[8] Holmes EA, et al. (2020). Multidisciplinary research priorities for the COVID-19 pandemic: a call for action for mental health science. The Lancet Psychiatry 7(6), 547-560.

[9] The King’s Fund (2019). Brexit: the implications for health and social care. https://www.kingsfund.org.uk/publications/articles/brexit-implications-health-social-care

[10] Health Service Journal (2019). Brexit and the NHS workforce: A guide for healthcare leaders. https://www.hsj.co.uk/workforce/brexit-and-the-nhs-workforce-a-guide-for -healthcare-leaders/7024658.article

[11] UK Government (2020). NHS workforce. https://www.ethnicity-facts-figures.service.gov.uk/workforce-and-business/workforce-diversity/nhs-workforce/latest#by-ethnicity

[12] Skills for Care (2019). The state of the adult social care sector and workforce in England, 2019. https://www.skillsforcare.org.uk/adult-social-care-workforce-data/Workforce-intelligence/documents/State-of-the-adult-social-care-sector/State-of-Report-2019.pdf  

[13] Nuffield Department of Population Health (2020). RECOVERY trial.  https://www.recoverytrial.net/

[14] Academy of Medical Sciences (2020). Progressing UK clinical academic training in 2020: addressing the challenges of COVID-19. https://acmedsci.ac.uk/file-download/50182747

[15] Academy of Medical Sciences (2020). Clinical academics and COVID-19. https://acmedsci.ac.uk/more/news/clinical-academics-and-covid-19

[16] Academy of Medical Sciences (2020). Transforming health through innovation: Integrating the NHS and academia. https://acmedsci.ac.uk/file-download/23932583

[17] Buchan J, et al. (2019). A critical moment: NHS staffing trends, retention and attrition. https://www.health.org.uk/sites/default/files/upload/publications/2019/A%20Critical%20Moment_1.pdf

[18] NHS Digital (2019). NHS Vacancy Statistics England, February 2015 - June 2019, Provisional Experimental Statistics. https://digital.nhs.uk/data-and-information/publications/statistical/nhs-vacancies-survey/february-2015---june-2019-provisional-experimental-statistics

[19] NHS (2018). NHS could free up £480m by limiting use of temporary staffing agencies. https://www.england.nhs.uk/2018/08/nhs-could-free-480m-limiting-use-temporary-staffing-agencies/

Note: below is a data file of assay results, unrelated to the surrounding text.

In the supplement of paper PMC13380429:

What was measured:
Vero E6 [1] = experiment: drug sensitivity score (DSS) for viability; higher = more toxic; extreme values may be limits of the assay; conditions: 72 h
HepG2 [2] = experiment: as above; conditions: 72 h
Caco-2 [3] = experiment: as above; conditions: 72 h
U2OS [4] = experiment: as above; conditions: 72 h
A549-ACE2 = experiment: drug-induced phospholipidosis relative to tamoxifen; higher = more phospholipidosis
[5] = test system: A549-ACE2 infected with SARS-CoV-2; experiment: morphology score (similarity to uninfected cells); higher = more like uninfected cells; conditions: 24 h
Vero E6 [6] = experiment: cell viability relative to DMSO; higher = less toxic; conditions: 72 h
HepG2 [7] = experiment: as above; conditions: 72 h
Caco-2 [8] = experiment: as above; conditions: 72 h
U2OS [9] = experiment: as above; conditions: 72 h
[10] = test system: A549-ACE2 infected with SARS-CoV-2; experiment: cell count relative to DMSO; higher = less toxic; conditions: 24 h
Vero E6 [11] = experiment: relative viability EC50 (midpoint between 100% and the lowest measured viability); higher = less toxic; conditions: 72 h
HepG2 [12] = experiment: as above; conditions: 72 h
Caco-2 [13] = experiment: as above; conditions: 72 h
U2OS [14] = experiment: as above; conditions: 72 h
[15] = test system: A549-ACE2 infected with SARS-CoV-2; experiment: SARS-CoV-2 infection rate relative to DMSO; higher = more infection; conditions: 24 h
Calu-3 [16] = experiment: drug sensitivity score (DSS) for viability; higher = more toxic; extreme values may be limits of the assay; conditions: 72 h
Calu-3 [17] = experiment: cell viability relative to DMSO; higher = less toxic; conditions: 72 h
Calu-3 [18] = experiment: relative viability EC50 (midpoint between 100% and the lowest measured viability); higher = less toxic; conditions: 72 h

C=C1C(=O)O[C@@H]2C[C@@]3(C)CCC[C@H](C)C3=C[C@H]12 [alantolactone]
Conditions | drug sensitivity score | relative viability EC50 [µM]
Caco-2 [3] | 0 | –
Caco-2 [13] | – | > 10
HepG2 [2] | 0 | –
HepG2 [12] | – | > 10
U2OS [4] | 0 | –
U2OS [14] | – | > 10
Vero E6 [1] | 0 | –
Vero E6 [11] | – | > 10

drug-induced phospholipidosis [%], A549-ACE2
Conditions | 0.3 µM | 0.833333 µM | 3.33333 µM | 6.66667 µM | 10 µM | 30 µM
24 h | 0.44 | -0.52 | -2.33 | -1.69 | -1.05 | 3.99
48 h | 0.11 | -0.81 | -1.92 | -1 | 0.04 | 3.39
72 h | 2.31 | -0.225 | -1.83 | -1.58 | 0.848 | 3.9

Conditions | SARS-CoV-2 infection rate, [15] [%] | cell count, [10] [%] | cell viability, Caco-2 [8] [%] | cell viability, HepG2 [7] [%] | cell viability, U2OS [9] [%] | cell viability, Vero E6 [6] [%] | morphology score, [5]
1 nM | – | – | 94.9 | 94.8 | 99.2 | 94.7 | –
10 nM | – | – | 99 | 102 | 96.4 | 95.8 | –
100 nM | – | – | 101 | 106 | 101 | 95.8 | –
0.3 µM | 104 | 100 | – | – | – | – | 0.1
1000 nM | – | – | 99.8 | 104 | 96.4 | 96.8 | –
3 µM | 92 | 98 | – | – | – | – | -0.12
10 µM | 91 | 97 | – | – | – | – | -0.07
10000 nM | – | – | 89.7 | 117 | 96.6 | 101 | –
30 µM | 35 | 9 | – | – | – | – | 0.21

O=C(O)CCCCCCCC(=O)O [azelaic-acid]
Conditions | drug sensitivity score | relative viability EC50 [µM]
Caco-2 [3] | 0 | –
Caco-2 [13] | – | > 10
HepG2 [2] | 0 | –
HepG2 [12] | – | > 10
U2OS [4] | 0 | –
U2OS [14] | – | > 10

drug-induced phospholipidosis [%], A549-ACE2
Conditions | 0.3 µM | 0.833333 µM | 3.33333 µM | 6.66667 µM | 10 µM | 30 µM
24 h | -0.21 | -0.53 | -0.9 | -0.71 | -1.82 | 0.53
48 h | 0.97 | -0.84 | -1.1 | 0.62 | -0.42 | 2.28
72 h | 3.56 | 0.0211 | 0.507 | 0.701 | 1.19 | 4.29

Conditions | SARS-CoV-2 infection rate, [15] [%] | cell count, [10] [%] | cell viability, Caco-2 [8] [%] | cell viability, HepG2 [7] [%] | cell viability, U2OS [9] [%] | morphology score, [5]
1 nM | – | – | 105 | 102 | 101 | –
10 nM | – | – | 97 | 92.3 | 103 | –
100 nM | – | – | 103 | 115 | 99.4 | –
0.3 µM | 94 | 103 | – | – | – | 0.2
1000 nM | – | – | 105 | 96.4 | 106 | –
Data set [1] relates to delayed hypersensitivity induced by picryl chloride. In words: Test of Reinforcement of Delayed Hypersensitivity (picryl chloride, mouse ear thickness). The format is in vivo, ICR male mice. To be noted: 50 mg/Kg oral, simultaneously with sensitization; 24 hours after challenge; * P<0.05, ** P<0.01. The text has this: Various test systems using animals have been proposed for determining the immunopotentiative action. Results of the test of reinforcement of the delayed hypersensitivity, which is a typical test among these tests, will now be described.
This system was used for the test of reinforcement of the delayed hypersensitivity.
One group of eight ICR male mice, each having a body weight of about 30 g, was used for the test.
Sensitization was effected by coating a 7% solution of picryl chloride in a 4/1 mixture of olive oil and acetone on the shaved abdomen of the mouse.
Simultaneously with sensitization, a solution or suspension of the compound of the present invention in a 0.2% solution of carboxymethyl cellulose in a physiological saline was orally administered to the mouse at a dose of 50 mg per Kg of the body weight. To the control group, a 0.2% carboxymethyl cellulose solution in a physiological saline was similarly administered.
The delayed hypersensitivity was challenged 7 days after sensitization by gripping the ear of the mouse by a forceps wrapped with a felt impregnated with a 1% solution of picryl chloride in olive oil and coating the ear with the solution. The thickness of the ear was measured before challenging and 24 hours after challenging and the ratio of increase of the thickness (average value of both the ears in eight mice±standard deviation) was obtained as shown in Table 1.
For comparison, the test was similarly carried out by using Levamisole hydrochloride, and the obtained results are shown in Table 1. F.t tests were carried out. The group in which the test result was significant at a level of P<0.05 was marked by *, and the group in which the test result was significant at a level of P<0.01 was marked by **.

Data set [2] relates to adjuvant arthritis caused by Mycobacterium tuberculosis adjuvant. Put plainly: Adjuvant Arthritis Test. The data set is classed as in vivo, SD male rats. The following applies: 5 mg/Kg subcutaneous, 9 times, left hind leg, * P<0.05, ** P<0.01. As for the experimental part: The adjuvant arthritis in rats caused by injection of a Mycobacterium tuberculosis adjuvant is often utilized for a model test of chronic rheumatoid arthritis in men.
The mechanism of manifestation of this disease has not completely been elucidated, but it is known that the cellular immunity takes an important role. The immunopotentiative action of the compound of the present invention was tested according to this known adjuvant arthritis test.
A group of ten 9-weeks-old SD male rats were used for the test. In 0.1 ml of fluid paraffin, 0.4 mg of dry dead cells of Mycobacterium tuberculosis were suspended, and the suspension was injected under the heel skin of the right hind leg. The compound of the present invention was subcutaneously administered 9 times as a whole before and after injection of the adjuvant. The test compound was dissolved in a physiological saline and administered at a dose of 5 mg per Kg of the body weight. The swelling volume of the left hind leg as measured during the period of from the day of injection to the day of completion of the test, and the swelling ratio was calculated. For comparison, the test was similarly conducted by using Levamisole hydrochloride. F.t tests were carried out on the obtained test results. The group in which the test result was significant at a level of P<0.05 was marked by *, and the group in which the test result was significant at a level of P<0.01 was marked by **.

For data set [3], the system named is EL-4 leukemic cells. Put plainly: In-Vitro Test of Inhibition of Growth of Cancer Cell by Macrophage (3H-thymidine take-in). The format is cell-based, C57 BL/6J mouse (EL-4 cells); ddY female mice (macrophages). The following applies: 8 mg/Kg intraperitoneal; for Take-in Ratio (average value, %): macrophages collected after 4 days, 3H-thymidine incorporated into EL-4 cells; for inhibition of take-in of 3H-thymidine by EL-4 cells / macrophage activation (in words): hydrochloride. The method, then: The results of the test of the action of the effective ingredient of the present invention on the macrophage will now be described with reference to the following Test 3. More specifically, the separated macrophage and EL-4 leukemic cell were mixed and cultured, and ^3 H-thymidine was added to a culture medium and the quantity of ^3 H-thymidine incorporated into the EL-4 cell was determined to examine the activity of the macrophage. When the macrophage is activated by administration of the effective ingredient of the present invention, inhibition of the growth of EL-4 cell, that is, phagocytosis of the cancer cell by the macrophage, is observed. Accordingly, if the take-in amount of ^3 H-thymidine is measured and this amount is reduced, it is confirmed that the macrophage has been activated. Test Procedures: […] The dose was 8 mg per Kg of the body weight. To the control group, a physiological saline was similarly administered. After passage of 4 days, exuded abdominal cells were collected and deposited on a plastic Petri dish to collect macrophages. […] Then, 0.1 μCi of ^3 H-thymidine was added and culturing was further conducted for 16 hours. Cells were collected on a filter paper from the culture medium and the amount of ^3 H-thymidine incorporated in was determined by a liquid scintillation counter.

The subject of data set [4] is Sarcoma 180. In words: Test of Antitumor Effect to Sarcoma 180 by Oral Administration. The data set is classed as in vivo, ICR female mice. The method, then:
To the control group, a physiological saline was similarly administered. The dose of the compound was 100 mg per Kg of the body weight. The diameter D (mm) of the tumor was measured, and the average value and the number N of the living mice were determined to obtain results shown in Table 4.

[20] Moberly T (2019). Spending on locums has fallen 44% since introduction of wage cap. BMJ 364, l297. https://www.bmj.com/content/bmj/364/bmj.l297.full.pdf

[21] Health Education England (2019). NHS Staff and Learners’ Mental Wellbeing Commission. https://www.hee.nhs.uk/sites/default/files/documents/NHS%20%28HEE%29%20-%20Mental%20Wellbeing%20Commission%20Report.pdf

[22] Royal College of Physicians (2015). Work and wellbeing in the NHS: why staff health matters to patient care. https://www.rcplondon.ac.uk/guidelines-policy/work-and-wellbeing-nhs-why-staff-health-matters-patient-care

[23] Royal College of Physicians (2018). Understanding the wellbeing of consultant physicians. https://www.rcplondon.ac.uk/news/understanding-wellbeing-consultant-physicians

[24] Hall LH, et al. (2019). Association of GP wellbeing and burnout with patient safety in UK primary care: a cross-sectional survey. British Journal of General Practice 69(684), e507-e514.

[25] Rees MR, Bracewell, M, On behalf of Medical Academic Staff Committee of the British Medical Association (2019). Academic factors in medical recruitment: evidence to support improvements in medical recruitment and retention by improving the academic content in medical posts. Postgraduate Medical Journal 95, 323-327.

[26] Community Research (2018). Adapting, Coping, Compromising research. https://www.gmc-uk.org/-/media/documents/adapting-coping-compromising-research-report-79702793.pdf

[27] Shanafelt TD, et al. (2009). Career fit and burnout among academic faculty. Archives of Internal Medicine 169(10), 990–995.

[28] Downing A, et al. (2016). High hospital research participation and improved colorectal cancer survival outcomes: a population based study. Gut 66, 89-96.

[29] Ozdemir BA, et al. (2015). Research activity and the association with mortality. PLOS ONE 10, e0118253.